The drought truly hit home when more water restrictions were imposed this week in the country’s economic heartland.
As the taps ran dry in Johannes-burg and the City of Cape Town confirmed it was in the process of authorising water restrictions, parallels have been drawn between South Africa’s long-standing electricity crisis and the water shortages.
Years of patchy planning, chronic underinvestment in infrastructure, and the sale of a resource at prices that do not reflect the cost of supplying it have finally caught up with the government and consumers alike.
As with the electricity sector, large industry and commercial users are said to get water at discount rates or pay a flat fee that does not increase with the amount of water they use.
But water specialists and providers say this is not the case everywhere; prices will vary according to the authorities from which they get their water – municipalities, water boards or the national department.
Government has begun to re-examine the value of water by reviewing its water pricing strategy.
This comes at a time when many large industries are cutting their consumption by means of recycling and other efficiency measures, thereby reducing their reliance on state water suppliers. This has implications for the revenue flows of municipalities.
Municipalities are losing R11-billion each year in distribution losses such as leaks and water that is never billed or paid for, said Anthony Turton, of the University of the Free State’s centre for environmental management, in a report published by the South African Institute of Race Relations.
In the 2013-2014 financial year, Johannesburg’s nonrevenue water (lost, unbilled or stolen) was 41%, Ekurhuleni’s was 38%, Nelson Mandela Bay’s was more than 42% and Cape Town’s was just over 21%, according to the national department of water and sanitation.
After electricity and rates charges, water tariffs are the third-most important revenue source for South Africa’s major cities, states the most recent State of City Finances report, released by the South African Cities Network. Water tariffs constitute 12% of Johannesburg’s revenue, 11% of eThekwini’s, 13% of Ekurhuleni’s and 10% of Cape Town’s.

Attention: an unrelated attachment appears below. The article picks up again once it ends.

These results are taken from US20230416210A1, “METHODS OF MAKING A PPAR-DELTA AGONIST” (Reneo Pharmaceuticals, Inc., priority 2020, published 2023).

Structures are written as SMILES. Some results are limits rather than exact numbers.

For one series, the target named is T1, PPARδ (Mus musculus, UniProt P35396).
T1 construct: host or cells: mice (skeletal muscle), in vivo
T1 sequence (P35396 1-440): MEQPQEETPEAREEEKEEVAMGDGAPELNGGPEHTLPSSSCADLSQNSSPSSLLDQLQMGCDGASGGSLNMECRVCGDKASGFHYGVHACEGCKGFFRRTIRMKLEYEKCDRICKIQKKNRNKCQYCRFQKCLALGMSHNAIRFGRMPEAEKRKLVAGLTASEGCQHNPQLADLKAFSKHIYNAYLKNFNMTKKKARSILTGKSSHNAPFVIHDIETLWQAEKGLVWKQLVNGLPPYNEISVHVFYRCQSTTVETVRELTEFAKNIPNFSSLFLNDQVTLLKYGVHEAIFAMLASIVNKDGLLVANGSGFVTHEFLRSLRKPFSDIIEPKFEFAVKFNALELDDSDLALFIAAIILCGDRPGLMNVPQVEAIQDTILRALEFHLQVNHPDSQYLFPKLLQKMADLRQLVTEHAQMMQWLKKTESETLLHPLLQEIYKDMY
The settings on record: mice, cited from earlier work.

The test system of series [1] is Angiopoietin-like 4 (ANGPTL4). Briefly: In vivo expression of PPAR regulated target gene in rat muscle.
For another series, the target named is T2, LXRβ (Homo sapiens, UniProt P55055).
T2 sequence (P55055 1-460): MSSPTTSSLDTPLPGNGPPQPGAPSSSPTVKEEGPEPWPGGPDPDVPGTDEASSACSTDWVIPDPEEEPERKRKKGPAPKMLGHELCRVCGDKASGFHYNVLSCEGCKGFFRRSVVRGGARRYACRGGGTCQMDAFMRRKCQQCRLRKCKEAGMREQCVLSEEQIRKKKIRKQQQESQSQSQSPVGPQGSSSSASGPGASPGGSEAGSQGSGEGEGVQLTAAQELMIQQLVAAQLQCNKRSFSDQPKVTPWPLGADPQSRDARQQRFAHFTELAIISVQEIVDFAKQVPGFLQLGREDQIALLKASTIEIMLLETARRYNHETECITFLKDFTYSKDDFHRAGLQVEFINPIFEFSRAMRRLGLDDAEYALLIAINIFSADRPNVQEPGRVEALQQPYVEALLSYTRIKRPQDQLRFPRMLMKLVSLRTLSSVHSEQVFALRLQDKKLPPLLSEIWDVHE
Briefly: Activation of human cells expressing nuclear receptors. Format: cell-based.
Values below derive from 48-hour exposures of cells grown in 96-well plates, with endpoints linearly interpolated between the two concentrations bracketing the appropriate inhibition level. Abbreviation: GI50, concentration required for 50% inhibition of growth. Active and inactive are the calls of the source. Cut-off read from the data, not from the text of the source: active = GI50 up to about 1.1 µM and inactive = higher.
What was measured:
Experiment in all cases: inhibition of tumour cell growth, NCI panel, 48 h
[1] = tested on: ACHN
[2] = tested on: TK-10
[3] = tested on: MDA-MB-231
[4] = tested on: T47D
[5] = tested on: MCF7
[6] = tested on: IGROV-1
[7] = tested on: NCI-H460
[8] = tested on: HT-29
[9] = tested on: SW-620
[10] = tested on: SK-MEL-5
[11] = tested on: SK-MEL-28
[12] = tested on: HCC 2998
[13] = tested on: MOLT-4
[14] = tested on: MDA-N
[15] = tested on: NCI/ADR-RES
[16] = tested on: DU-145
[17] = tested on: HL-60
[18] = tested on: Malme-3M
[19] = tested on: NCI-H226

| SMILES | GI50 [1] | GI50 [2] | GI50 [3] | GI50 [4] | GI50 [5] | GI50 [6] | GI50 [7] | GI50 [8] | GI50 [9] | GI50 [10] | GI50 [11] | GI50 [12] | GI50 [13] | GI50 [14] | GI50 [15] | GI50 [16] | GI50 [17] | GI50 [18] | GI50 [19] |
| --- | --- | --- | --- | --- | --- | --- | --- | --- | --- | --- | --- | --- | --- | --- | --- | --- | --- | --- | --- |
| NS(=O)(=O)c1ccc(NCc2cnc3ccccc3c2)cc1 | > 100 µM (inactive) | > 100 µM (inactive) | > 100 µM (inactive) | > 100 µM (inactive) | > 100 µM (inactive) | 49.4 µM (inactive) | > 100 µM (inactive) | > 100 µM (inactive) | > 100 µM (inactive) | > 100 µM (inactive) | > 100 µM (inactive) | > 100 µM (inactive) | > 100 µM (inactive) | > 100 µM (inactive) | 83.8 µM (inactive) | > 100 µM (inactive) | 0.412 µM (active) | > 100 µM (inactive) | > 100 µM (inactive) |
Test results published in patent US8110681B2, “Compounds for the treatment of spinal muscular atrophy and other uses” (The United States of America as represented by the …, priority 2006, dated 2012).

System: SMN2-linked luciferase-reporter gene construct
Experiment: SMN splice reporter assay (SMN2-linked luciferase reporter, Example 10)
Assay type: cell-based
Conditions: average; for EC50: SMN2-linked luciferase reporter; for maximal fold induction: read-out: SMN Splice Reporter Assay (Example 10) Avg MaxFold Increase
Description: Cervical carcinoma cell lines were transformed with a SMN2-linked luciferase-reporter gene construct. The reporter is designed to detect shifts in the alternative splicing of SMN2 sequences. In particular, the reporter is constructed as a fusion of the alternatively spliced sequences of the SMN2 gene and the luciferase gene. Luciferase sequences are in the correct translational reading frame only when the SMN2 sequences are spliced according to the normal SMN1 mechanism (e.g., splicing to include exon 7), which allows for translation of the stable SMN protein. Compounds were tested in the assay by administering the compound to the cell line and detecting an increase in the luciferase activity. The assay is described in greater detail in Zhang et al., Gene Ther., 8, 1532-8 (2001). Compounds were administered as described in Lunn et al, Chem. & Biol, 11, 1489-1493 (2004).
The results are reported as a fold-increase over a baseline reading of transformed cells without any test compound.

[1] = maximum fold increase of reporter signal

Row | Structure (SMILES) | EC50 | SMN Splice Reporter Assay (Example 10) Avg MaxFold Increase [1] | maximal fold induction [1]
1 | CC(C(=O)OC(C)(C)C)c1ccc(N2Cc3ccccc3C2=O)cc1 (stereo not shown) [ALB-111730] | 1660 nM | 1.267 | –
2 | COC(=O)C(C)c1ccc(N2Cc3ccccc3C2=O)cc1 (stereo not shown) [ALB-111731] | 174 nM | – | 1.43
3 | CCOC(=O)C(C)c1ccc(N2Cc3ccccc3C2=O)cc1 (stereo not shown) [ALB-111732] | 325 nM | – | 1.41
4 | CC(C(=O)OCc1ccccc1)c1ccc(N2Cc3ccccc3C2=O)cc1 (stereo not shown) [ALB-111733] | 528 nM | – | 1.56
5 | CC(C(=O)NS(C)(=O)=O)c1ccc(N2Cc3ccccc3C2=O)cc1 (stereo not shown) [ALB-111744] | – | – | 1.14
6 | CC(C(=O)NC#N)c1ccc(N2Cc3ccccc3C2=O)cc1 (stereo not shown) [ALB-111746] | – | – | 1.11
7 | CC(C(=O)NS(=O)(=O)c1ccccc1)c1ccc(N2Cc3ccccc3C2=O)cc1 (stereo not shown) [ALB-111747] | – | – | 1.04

Percy Sechemane, chief executive of Rand Water, said the utility sells water to large industrial customers, including mines, at a slight premium compared with the price it charges its other customers, including the cities of Johannesburg, Ekurhuleni, Tshwane and Emfuleni. These customers account for 90% of its revenues whereas large industrial customers make up about 3%, and mining between 4% and 5%.
He said that Rand Water’s charges should reflect the “true cost of supply”. Given the complexity of the network needed to feed the municipalities, it can become costlier to supply the domestic user, as opposed to one bulk point for an industrial consumer”.
Large industrial customers also pay to lay infrastructure upfront.
In the face of the worsening drought, Sechemane said Rand Water would treat all customers equally – including industrial customers – should water restrictions increase. It was only customers such as Eskom and Sasol that receive untreated water that were unlikely to be affected by restrictions.
He said Rand Water was maintaining production levels, and had even raised them to 4 800 megalitres a day. The water shortages seen in parts of Johannesburg were a result of the current heat wave that has led to a spike in demand.
The additional demand meant the reserves in its reservoirs were not able to rebuild overnight and for this reason Rand Water was considering imposing restrictions at this time, Sechemane explained.
He added that cities such as Tshwane and Ekurhuleni, which had implemented water restrictions earlier than Johannesburg, were not experiencing this problem.
The City of Johannesburg didn’t respond to the Mail & Guardian’s questions. But Xanthea Limberg, the City of Cape Town’s acting mayoral committee member for utility services, said customers who rely on water for commercial, industrial or agricultural purposes can apply for an exemption from restrictions. “Each case will be considered on merit,” she said.
The City of Cape Town had met national government and the two had agreed that an additional 10% of water saving had to be realised for the Western Cape region, Limberg she said, adding: “Water restrictions have been deemed necessary because dam levels are currently lower than in previous years.”
She explained that low-level restrictions are part of normal water demand management and were a precautionary measure to avoid greater restrictions in future.
In response to questions on waste Limberg said the city estimated its nonrevenue water to be about 22%
But this did not mean it was losing all this water. This figure contained all water that is not billed for, including free water provided to informal settlements and water not accounted for because of metering inaccuracies.